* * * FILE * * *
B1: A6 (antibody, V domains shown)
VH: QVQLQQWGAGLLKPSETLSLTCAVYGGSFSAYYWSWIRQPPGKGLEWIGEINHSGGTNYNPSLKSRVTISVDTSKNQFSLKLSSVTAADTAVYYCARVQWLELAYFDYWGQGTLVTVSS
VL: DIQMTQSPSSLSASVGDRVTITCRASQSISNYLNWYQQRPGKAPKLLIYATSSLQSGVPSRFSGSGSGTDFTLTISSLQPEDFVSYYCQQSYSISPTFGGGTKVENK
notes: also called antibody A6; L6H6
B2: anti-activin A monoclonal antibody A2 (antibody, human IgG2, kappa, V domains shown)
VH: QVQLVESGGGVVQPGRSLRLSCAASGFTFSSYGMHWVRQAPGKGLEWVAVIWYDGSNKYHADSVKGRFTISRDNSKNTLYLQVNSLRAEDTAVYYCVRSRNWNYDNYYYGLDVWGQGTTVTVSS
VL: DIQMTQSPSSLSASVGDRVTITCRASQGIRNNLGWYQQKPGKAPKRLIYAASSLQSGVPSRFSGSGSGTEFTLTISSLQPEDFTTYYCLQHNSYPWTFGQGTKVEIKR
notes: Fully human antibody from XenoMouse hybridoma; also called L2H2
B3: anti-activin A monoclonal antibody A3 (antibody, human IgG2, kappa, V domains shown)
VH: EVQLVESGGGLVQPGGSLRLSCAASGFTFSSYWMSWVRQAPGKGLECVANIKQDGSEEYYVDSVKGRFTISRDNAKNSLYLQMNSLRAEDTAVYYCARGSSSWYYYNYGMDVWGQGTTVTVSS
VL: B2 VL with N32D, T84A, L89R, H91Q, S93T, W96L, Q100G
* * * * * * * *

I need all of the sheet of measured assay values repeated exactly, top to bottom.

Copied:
B1: A6 (antibody, V domains shown)
VH: QVQLQQWGAGLLKPSETLSLTCAVYGGSFSAYYWSWIRQPPGKGLEWIGEINHSGGTNYNPSLKSRVTISVDTSKNQFSLKLSSVTAADTAVYYCARVQWLELAYFDYWGQGTLVTVSS
VL: DIQMTQSPSSLSASVGDRVTITCRASQSISNYLNWYQQRPGKAPKLLIYATSSLQSGVPSRFSGSGSGTDFTLTISSLQPEDFVSYYCQQSYSISPTFGGGTKVENK
notes: also called antibody A6; L6H6
B2: anti-activin A monoclonal antibody A2 (antibody, human IgG2, kappa, V domains shown)
VH: QVQLVESGGGVVQPGRSLRLSCAASGFTFSSYGMHWVRQAPGKGLEWVAVIWYDGSNKYHADSVKGRFTISRDNSKNTLYLQVNSLRAEDTAVYYCVRSRNWNYDNYYYGLDVWGQGTTVTVSS
VL: DIQMTQSPSSLSASVGDRVTITCRASQGIRNNLGWYQQKPGKAPKRLIYAASSLQSGVPSRFSGSGSGTEFTLTISSLQPEDFTTYYCLQHNSYPWTFGQGTKVEIKR
notes: Fully human antibody from XenoMouse hybridoma; also called L2H2
B3: anti-activin A monoclonal antibody A3 (antibody, human IgG2, kappa, V domains shown)
VH: EVQLVESGGGLVQPGGSLRLSCAASGFTFSSYWMSWVRQAPGKGLECVANIKQDGSEEYYVDSVKGRFTISRDNAKNSLYLQMNSLRAEDTAVYYCARGSSSWYYYNYGMDVWGQGTTVTVSS
VL: B2 VL with N32D, T84A, L89R, H91Q, S93T, W96L, Q100G